Note added after publication: a dear friend of mine from UK brought to my attention that a lesser sin would have been to call this a Twisted Sister of the Cottage Pie, as that at least involves other kinds of meat, whereas the Shepherd is always made with ground lamb.  So there you go, a bit more culinary trivia for us all.  I will keep my title, since one sister was already out there… (wink, wink)

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25 thoughts on “ANOTHER TWISTED SISTER OF THE SHEPHERD’S PIE

  1. *smile* Trust you ! I don’t ‘do’ keto and normally don’t eat shepherd’s pie ! Love all the vegetables, love the harissa . . . have not used much ground turkey here but can get it . . . so guess what has just gone on the weekend menu . . . ?!

    Liked by 1 person

    • you are braver than me… grinding meat at home reminds me of my childhood in Brazil, Mom had one of those thingies that looked like something out of a Medieval torture room… 😉 Somehow it traumatized me…

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  2. We’ve enjoyed substituting cauliflower for potatoes, pizza crust, rice etc. in many dishes. The topping for a Shepard’s pie never occurred to me. Ground turkey…why not? As in all culinary approaches, creativity, substitution and necessity can be very rewarding. Thank you!

    Liked by 1 person

      • I should have included that in the beginning, actually – I just placed a little “hint” and nothing else, I will add a little note right now to make sure everyone is aware it’s down the post

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    • It’ s in the comments after the recipe – come to think of it, I just teased about it in the introduction, should have been better to place it right there… oh well – scroll down to the comments and you’ll see the whole explanation

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      • I read it, i just don’t get it. Is it just about browning? Cause i do that in batches to ensure browning, even though it takes so much longer. But that woman has made so many rude comments towards me I’d love to delete her from my universe.

        Liked by 2 people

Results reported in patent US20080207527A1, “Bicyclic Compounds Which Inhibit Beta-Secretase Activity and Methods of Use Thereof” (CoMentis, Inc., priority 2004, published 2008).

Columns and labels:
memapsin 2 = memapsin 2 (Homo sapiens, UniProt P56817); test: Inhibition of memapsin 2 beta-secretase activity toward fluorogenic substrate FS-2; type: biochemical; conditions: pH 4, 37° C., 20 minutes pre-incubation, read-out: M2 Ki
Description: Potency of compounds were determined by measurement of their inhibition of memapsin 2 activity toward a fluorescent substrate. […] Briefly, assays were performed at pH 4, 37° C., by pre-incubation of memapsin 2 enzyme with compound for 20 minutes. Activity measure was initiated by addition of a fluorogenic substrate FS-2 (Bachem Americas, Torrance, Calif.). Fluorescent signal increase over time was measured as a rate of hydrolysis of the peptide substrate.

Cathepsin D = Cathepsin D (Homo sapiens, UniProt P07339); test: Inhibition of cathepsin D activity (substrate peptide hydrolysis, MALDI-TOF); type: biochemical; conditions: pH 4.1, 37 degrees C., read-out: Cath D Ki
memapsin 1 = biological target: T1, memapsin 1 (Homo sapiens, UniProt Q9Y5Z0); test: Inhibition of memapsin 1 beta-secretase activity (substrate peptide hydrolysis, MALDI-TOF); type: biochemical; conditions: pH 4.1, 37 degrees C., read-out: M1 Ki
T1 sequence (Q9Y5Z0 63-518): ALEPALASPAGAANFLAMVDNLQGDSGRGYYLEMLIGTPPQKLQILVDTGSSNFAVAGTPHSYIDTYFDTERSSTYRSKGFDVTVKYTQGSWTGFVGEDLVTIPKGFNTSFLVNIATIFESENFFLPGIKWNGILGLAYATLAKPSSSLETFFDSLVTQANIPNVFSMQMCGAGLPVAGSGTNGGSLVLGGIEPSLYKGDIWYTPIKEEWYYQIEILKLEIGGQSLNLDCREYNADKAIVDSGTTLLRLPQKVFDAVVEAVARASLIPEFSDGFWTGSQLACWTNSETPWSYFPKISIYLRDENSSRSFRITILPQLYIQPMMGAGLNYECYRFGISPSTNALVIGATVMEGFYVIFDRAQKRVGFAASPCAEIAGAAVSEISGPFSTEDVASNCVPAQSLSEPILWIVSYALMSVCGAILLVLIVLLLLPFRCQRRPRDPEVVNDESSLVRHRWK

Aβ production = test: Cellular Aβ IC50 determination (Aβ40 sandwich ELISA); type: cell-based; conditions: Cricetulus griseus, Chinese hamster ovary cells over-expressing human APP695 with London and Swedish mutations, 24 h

• it is not only the browning, but the texture itself – you see, when you don’t add the baking soda, the proteins in the meat have charges that interact and “glue” portions of the proteins to each other, forming “tight groups” – that actually taste exactly like that, tight, harsh, dried up pieces of meat. When you change the charge composition of the proteins (by lowering acidity with the baking soda), you prevent that self-interaction from happening. Not completeley, that would turn the meat to mush, but to a good extent. So you get a much softer, pleasant texture in the mouth. And it browns better, so it’s a double nice effect with a single simple treatment – there is also some explanation of how the lowering of the acidity affects the charges of the protein, but that’s I think a bit too much chemistry to go through in a silly food blog…

          Liked by 1 person

          • I aced chemistry, which was pretty silly for me to have taken as a geology major, since socks are inorganic. . I think i was just tired from my trip when I read your post, and didn’t get the total gist of the baking soda addition. Really excited to try it. Not a silly food blog.

            Liked by 2 people

        • Dear Mrs Rippee – I never have nor ever would want to be in ‘your universe;’ . . . 🙂 ! And, just to correct you: I have never made ONE single rude comment regarding you t . . . why would one bother ? . . . . sorry, Sally . . . .,

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  3. Oh yes on this — all of it. Always looking for ways to use ground turkey. And with your hot tip I can likely make the other dishes where I use ground turkey better.